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Sunday, August 09, 2009

Teachable moment QUESTION

I'm just not getting this notion that not talking about race will somehow fix the race issue, the position, it seems of George Will and Morgan Freeman. Just this month, I came across this Salon piece about a vendor sending the letter writer a racist cartoon. In Racialicious, The protagonist of Justine Larbalestier’s novel Liar is a young black woman with short, natural hair. So why is there a white girl with long, straight hair on the cover? A touching piece in Antiracist Parent notes it's never too late for racial unity in your family, about a mixed race couple, now married 40 years, who were rejected by his (white) family until fairly recently. Great moments in political race-baiting, which I will contend SHOULD include Bill Clinton.

Yet these "teachable moments" such as the Skip Gates arrest/President Obama's comment/the "beer summit" don't seem to teach much. Lots of arguing across each other. Most of these "moments" from Don Imus' comments to Michael Richards', seem to generate a lot of fury, but then we move to the next thing. There seems to be little common ground forged.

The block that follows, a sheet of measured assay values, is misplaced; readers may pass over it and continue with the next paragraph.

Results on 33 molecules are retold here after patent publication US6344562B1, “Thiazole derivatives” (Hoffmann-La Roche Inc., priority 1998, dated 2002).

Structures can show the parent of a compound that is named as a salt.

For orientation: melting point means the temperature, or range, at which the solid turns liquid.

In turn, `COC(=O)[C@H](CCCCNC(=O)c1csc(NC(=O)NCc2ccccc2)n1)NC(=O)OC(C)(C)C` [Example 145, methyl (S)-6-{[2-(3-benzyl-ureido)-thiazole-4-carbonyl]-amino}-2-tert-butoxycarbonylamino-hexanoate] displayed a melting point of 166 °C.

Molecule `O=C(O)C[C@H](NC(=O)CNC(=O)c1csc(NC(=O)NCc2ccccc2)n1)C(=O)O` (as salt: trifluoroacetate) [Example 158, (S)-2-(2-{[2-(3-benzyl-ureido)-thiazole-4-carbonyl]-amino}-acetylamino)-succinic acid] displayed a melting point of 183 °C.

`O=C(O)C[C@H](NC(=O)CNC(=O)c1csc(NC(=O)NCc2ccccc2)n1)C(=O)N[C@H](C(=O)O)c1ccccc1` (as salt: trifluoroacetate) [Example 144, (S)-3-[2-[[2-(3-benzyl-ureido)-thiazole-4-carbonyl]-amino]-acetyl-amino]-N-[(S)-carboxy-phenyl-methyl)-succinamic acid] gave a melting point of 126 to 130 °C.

Or is there? I think most conservatives and most black people seem to be on the same page with regards to Henry Louis Gates, though they get there different ways.
Michele Malkin and her ilk wondered why he wasn't taught at one point to respecting the police, while black folk thought, "Is that man CRAZY? You don't shoot off your mouth to a cop; you can end up dead." in any case, Gates' Arrest Was Nothing Compared to Evan Howard's.

(Musical interlude: Pete Seeger - What Did You Learn In School?, with Words and Music by Tom Paxton
I learned that policemen are my friends.
I learned that justice never ends.
I learned that murderers die for their crimes.
Even if we make a mistake sometimes.)

So should we talk about race? HOW should we talk about race? I'm convinced there's more to be said but unclear about the methodology.


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